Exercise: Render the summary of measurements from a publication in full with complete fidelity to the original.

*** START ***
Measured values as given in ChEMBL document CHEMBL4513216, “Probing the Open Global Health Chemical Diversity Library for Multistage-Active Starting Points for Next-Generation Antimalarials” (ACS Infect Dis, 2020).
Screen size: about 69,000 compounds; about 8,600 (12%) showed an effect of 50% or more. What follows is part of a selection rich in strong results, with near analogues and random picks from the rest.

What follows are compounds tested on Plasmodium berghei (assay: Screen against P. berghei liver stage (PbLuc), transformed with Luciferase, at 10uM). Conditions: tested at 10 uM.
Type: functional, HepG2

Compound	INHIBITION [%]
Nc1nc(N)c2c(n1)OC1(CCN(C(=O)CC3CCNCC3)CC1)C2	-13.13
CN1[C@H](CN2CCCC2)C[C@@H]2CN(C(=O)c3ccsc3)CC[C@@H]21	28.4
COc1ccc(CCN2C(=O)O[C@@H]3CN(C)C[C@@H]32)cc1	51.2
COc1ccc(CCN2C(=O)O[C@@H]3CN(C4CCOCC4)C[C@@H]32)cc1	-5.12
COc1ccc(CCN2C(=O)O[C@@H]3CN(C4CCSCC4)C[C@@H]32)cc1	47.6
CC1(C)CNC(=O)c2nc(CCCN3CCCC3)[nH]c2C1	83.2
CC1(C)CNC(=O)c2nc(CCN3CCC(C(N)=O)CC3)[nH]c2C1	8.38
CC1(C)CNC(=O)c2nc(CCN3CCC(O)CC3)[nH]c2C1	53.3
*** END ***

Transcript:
Measured values as given in ChEMBL document CHEMBL4513216, “Probing the Open Global Health Chemical Diversity Library for Multistage-Active Starting Points for Next-Generation Antimalarials” (ACS Infect Dis, 2020).
Screen size: about 69,000 compounds; about 8,600 (12%) showed an effect of 50% or more. What follows is part of a selection rich in strong results, with near analogues and random picks from the rest.

What follows are compounds tested on Plasmodium berghei (assay: Screen against P. berghei liver stage (PbLuc), transformed with Luciferase, at 10uM). Conditions: tested at 10 uM.
Type: functional, HepG2

Compound	INHIBITION [%]
Nc1nc(N)c2c(n1)OC1(CCN(C(=O)CC3CCNCC3)CC1)C2	-13.13
CN1[C@H](CN2CCCC2)C[C@@H]2CN(C(=O)c3ccsc3)CC[C@@H]21	28.4
COc1ccc(CCN2C(=O)O[C@@H]3CN(C)C[C@@H]32)cc1	51.2
COc1ccc(CCN2C(=O)O[C@@H]3CN(C4CCOCC4)C[C@@H]32)cc1	-5.12
COc1ccc(CCN2C(=O)O[C@@H]3CN(C4CCSCC4)C[C@@H]32)cc1	47.6
CC1(C)CNC(=O)c2nc(CCCN3CCCC3)[nH]c2C1	83.2
CC1(C)CNC(=O)c2nc(CCN3CCC(C(N)=O)CC3)[nH]c2C1	8.38
CC1(C)CNC(=O)c2nc(CCN3CCC(O)CC3)[nH]c2C1	53.3